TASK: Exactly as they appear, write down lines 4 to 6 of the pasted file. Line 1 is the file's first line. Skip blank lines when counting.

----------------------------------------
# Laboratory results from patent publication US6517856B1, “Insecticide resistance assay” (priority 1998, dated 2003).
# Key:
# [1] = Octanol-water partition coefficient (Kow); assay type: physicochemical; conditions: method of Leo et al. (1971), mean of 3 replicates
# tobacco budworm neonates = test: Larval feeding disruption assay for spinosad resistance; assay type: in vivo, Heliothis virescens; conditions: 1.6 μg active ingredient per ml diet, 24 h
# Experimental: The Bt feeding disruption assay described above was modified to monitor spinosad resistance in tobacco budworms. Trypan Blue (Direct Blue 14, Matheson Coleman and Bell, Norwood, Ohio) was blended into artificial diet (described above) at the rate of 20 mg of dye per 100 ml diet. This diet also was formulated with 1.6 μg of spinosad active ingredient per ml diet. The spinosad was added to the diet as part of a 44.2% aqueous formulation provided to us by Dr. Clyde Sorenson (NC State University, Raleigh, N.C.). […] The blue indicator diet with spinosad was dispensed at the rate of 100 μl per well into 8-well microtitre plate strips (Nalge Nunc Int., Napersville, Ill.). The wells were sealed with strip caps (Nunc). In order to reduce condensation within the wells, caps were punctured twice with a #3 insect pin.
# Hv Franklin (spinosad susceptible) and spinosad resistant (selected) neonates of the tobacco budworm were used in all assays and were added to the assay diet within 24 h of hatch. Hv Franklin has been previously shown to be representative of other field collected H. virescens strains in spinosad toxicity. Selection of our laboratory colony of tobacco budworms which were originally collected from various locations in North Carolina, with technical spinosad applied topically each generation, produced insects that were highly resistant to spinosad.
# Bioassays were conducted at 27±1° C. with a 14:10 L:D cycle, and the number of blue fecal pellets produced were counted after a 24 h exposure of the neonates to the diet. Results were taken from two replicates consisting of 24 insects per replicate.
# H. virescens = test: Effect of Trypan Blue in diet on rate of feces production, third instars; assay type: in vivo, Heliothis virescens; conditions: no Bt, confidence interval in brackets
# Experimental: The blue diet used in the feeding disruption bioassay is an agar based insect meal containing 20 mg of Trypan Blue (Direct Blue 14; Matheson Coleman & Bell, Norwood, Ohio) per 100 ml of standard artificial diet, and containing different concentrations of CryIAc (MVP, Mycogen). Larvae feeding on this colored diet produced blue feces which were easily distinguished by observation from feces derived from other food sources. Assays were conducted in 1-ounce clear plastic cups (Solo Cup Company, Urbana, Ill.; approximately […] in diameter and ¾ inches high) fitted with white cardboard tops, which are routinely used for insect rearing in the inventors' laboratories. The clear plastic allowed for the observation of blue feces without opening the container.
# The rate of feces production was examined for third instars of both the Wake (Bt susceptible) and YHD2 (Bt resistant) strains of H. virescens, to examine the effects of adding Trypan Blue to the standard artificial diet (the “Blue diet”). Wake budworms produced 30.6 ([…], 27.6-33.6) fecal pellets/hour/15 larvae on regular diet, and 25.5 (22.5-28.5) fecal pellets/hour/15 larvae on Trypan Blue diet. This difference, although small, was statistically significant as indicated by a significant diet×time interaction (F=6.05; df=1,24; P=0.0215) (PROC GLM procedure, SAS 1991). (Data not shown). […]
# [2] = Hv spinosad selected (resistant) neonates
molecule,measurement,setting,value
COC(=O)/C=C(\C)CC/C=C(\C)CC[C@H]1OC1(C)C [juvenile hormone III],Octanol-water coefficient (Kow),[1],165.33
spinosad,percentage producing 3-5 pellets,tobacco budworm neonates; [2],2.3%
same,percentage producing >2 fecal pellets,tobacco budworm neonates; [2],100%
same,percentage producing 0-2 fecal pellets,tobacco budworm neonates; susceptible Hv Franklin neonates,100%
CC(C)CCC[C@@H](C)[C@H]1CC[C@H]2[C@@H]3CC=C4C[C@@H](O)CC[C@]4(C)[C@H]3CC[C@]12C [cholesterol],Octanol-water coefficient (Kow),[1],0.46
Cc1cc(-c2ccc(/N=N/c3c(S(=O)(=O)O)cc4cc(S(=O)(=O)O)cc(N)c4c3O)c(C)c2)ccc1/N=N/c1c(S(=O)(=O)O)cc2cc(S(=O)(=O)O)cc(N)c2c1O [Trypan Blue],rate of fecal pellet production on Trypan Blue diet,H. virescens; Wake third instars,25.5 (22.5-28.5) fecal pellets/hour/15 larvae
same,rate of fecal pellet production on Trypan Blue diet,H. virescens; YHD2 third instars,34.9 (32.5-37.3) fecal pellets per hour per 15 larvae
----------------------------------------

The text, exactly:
# tobacco budworm neonates = test: Larval feeding disruption assay for spinosad resistance; assay type: in vivo, Heliothis virescens; conditions: 1.6 μg active ingredient per ml diet, 24 h
# Experimental: The Bt feeding disruption assay described above was modified to monitor spinosad resistance in tobacco budworms. Trypan Blue (Direct Blue 14, Matheson Coleman and Bell, Norwood, Ohio) was blended into artificial diet (described above) at the rate of 20 mg of dye per 100 ml diet. This diet also was formulated with 1.6 μg of spinosad active ingredient per ml diet. The spinosad was added to the diet as part of a 44.2% aqueous formulation provided to us by Dr. Clyde Sorenson (NC State University, Raleigh, N.C.). […] The blue indicator diet with spinosad was dispensed at the rate of 100 μl per well into 8-well microtitre plate strips (Nalge Nunc Int., Napersville, Ill.). The wells were sealed with strip caps (Nunc). In order to reduce condensation within the wells, caps were punctured twice with a #3 insect pin.
# Hv Franklin (spinosad susceptible) and spinosad resistant (selected) neonates of the tobacco budworm were used in all assays and were added to the assay diet within 24 h of hatch. Hv Franklin has been previously shown to be representative of other field collected H. virescens strains in spinosad toxicity. Selection of our laboratory colony of tobacco budworms which were originally collected from various locations in North Carolina, with technical spinosad applied topically each generation, produced insects that were highly resistant to spinosad.